The University of California founded a campus in Merced to address educational inequity in the Valley. Next year the campus will enroll its first students in a minor course of study that will examine health disparities. The campus' professors and graduate students will research Valley-centric issues at the "Center of Excellence for the Study of Health Disparities in Rural and Ethnic Underserved Populations."
The UC Merced agenda will join other Valley programs with similar concerns: the Central Valley Chronic Disease Partnership, the Central California Regional Obesity Prevention Program and the Central Valley Health and Nutrition Collaborative.
The organizations have launched several programs to tackle health issues headlong in Merced. And they're making progress:
Healthy South Merced was created two years ago when Golden Valley Health Centers received a grant from the Tides Foundation. The program brings together residents and officials from the health center, city, county and schools. The goal is to find community-driven projects to increase the overall well-being of residents south of Highway 99.
An action plan created by the group of concerned residents underscored the need for specific services in the area: curb cuts so moms could push strollers along neighborhood sidewalks, a better system for crossing Highway 59 to get to the flea market and a grocery store in the area were all on the list. Each of the three items is already done, or in the works.
The city of Merced is planning to rebuild Flanagan Park, an abandoned stretch of land north of Cone Avenue. The city is using $250,000 in state and federal funding for the project, along with a $200,000 grant from The Stewardship Council. Alexander Hall, director of Parks and Community Services, said he first learned of the grant from Claudia Corchado, a program coordinator at the Central California Regional Obesity Prevention Program.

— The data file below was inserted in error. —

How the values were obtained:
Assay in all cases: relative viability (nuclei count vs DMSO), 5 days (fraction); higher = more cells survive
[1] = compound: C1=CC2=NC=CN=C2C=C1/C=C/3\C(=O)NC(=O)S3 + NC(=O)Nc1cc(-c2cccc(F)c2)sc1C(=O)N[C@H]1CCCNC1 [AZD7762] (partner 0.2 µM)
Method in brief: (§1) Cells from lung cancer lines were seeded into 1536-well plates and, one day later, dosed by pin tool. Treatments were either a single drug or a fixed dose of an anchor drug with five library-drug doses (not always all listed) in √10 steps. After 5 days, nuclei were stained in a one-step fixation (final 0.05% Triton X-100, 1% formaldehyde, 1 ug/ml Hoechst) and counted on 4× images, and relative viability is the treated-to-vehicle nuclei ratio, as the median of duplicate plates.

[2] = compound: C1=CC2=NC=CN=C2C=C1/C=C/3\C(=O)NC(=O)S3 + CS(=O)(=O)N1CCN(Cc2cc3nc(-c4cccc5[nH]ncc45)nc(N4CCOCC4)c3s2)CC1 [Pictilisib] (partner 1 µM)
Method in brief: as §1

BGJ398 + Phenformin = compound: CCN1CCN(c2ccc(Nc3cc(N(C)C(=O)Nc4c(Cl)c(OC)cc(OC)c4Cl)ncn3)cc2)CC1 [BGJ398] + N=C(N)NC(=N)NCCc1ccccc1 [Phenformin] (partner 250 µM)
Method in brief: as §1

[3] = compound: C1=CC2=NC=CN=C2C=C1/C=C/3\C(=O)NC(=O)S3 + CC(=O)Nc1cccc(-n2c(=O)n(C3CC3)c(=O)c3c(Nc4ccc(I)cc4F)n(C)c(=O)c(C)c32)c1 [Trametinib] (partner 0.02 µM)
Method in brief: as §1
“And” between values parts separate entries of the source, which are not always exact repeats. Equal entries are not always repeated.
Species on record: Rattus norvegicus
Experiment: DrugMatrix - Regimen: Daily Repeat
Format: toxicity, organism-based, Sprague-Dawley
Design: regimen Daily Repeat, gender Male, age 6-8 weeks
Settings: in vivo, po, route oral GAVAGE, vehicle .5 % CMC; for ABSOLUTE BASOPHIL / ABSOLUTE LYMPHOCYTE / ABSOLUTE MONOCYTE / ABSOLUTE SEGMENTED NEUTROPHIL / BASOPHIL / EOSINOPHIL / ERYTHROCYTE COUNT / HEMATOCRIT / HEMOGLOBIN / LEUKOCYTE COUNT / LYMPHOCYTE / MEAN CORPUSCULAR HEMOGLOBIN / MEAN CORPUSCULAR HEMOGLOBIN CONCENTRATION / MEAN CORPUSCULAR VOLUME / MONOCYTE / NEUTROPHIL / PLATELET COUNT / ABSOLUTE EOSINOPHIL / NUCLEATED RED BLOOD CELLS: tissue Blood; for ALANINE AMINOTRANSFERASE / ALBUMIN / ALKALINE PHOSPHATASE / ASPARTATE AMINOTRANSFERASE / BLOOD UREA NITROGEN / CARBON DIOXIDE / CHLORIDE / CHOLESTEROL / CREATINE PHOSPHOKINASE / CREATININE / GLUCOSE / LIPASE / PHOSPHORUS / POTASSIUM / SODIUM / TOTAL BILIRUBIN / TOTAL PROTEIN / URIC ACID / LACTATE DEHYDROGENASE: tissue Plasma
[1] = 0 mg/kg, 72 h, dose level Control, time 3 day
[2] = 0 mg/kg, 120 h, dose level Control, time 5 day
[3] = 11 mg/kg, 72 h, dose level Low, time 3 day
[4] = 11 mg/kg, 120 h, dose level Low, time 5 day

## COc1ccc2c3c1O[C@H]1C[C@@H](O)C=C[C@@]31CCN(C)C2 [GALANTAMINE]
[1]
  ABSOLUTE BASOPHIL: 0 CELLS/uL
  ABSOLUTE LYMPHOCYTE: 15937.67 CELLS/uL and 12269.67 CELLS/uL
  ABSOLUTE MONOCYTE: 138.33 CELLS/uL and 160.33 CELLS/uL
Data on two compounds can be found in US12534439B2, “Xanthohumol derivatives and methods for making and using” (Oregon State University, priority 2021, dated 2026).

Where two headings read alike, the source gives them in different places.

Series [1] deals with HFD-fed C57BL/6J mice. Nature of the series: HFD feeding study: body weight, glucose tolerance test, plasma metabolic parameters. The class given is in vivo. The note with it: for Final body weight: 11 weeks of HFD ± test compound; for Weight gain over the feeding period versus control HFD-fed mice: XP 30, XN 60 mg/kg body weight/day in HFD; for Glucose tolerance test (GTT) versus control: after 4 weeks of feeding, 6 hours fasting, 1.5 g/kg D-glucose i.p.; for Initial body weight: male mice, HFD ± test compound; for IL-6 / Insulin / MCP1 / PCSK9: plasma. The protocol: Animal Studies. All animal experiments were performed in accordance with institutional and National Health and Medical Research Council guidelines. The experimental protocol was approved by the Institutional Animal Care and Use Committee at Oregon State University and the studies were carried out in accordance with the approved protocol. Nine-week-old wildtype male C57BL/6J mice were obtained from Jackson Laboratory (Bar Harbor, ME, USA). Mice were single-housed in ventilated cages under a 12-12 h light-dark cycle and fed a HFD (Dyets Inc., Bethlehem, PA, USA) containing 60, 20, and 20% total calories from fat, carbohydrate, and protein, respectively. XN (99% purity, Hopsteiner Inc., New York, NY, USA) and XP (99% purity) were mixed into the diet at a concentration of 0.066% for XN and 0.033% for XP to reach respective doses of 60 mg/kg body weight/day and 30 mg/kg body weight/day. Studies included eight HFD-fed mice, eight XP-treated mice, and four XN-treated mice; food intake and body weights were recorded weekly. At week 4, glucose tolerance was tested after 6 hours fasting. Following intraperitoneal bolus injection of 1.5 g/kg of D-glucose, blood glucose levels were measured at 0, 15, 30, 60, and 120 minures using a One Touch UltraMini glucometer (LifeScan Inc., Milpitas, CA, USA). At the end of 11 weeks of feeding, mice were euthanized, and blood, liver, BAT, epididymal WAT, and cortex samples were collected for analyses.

The new park will feature walkways, a playground and baseball, basketball and volleyball facilities, city spokesman Mike Conway said.
The year-old Building Healthy Communities project is funded through The California Endowment, which grants money to needy communities. Up to $9 million will be spent over the next three years to test ideas for creating healthier communities in South Merced, Planada, Franklin-Beachwood and Le Grand. Though the eventual programs are still in the planning stages, the project's organizers have already identified the top three priorities local residents would like to see changed about their communities -- reduce violence, create youth programs and stimulate economic development.
Don Avila wants to make a difference as well.
He's trying to carve out a career path to help others overcome food addiction, as he describes his lifelong affliction. "I was addicted to food. At my biggest, after a plate of food, those endorphins just kick off," Avila recalled. "I'd think, 'Why am I feeling good? Why is this giving me pleasure?' There really wasn't much joy in my life then. Basically, that was it -- eating."
He might be on to something with his career goal -- and ahead of the curve.
In February, the American Psychiatric Association considered the inclusion of "Binge Eating Disorder" as a new diagnosis in the DSM-5, the manual psychiatrists use to identify mental disorders. The addition didn't make it into the new edition of the book, but did spark serious discussion about over- and binge eating.
Even before he graduates, Avila wants to share his story to encourage others to become healthier. "I'd like to think that I could touch someone that's like me. That this will hit them and spur them on," Avila said. "Wherever you can get the inspiration from, use it."
His last words of advice: put in fewer calories, not more. And have fun.
Reporter Danielle E. Gaines can be reached at (209) 385-2477 or firstname.lastname@example.org.